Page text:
Magazine article Clinical Psychiatry News

Nigeria, Senegal Prove Power of Tailored Messaging

Magazine article Clinical Psychiatry News

Nigeria, Senegal Prove Power of Tailored Messaging

Article excerpt

The more we learn about Ebola, the more it is becoming apparent that overcoming the psychosocial reactions to this deadly virus comes down to one word: education.

Education that is tailored to the audience has been most successful, as has maintaining a focus on the psychosocial impact of the disease on patients (here and abroad), their families, and their health care workers. Take the case of Nigeria, which the World Health Organization (WHO) declared free of Ebola virus transmission on Oct. 20.

Nigeria used contact tracing to physically monitor all identified patients and their contacts daily for 21 days. In addition to allocating government funds and disbursing that money quickly, the private sector reportedly contributed resources aimed at scaling up control measures.

Perhaps most importantly, according to the WHO, "house-to-house information campaigns and messages on local radio stations, in local dialects, were used to explain the level of risk, effective personal preventive measures, and the actions being taken for control. The full range of media opportunities was exploited--from social media to televised facts about the disease delivered by well-known 'Nollywood' movie stars."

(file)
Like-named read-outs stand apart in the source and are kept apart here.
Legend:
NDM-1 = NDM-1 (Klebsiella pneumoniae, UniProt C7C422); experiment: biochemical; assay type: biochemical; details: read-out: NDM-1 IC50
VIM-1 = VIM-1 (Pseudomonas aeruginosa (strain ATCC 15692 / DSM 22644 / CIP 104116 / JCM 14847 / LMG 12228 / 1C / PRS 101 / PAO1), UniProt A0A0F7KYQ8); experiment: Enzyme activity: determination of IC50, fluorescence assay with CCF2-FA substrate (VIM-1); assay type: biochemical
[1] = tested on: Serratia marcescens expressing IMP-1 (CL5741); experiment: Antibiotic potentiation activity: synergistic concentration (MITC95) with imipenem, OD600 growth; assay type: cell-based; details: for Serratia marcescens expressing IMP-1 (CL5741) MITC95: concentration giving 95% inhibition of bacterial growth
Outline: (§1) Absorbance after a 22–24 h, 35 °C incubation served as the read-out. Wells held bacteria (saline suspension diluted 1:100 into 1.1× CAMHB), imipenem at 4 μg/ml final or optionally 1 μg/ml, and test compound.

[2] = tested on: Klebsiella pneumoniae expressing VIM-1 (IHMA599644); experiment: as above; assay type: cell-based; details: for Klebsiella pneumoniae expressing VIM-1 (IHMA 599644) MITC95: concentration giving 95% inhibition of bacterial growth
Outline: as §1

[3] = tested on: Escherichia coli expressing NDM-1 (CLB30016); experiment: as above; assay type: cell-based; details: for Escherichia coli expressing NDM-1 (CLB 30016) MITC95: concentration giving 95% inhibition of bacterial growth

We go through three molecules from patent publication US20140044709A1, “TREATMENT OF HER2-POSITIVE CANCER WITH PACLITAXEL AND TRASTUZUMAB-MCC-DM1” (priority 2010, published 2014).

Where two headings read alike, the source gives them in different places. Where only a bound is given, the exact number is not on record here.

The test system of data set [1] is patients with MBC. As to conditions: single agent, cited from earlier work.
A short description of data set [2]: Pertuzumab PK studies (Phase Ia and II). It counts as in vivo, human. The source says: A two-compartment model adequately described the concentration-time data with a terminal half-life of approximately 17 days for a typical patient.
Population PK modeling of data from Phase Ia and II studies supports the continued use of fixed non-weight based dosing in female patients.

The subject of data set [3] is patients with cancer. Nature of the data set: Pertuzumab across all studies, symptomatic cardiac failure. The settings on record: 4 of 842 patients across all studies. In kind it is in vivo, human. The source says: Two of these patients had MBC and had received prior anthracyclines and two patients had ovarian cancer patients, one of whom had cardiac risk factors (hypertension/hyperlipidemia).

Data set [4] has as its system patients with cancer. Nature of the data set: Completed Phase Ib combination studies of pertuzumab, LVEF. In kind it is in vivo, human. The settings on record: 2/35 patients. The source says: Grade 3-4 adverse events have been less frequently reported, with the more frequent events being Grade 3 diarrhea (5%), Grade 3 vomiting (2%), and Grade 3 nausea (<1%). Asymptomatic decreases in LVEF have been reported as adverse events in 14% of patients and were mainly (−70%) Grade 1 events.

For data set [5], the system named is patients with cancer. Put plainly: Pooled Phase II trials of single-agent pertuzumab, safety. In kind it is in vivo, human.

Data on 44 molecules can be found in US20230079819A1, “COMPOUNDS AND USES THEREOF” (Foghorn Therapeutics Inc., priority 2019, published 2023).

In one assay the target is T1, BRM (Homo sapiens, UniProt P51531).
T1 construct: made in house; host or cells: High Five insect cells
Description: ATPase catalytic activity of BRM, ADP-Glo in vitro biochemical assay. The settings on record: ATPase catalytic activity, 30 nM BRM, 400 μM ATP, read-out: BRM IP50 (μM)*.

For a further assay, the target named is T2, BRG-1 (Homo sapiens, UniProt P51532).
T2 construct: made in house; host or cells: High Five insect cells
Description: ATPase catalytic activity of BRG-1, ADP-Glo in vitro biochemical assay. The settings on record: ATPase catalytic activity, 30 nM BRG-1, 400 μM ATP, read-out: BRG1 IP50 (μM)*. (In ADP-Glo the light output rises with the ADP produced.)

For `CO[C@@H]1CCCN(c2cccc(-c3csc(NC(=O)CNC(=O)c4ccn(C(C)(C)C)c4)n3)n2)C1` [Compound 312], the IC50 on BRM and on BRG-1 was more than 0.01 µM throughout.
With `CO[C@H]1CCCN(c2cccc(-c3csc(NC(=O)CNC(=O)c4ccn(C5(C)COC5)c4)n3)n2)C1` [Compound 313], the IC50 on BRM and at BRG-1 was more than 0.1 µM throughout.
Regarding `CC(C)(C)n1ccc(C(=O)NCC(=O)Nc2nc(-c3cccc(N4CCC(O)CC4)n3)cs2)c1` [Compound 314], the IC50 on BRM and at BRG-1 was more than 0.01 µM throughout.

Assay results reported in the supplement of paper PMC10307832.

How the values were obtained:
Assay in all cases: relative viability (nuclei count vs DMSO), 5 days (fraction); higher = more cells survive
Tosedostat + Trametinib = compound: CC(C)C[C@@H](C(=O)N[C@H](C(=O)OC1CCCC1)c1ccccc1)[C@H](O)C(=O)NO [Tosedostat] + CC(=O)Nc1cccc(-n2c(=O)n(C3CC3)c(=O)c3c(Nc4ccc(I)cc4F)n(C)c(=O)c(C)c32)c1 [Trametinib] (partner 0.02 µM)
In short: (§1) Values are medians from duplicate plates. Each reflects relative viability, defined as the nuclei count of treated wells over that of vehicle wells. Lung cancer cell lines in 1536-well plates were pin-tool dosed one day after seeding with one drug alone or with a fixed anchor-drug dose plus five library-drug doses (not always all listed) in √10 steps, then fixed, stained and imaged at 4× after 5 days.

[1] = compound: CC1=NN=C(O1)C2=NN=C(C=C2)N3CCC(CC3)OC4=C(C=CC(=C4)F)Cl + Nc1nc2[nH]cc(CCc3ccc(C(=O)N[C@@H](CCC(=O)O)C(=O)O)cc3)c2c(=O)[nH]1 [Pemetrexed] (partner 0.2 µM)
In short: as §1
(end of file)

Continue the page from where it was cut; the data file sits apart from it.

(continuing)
Just a few days before issuing the declaration on Nigeria, WHO announced that Senegal also had ended transmission of the virus.

I cannot overemphasize the importance of tailoring our educational messages about the virus to specific audiences. The sort of information needed to help allay the anxiety of an administrative assistant who asks, "Why didn't the vaccine those nurses took before treating the patient work?") is different from the information required of a front-line nurse at a public sector hospital, who might ask "Will our gowns protect us if we have a patient?" or a hospitalist at a tertiary care pediatrics hospital who might wonder "Is our isolation unit appropriate for treating this disorder?"

Regarding the disease's potential victims--patients, family, health care workers we should be mindful of the psychosocial impact that even the possibility of contact with the virus has.

Potential contacts with the virus face destruction of all of their belongings, an inability to work while bills mount, and even the stress of the unwelcome spotlight. …

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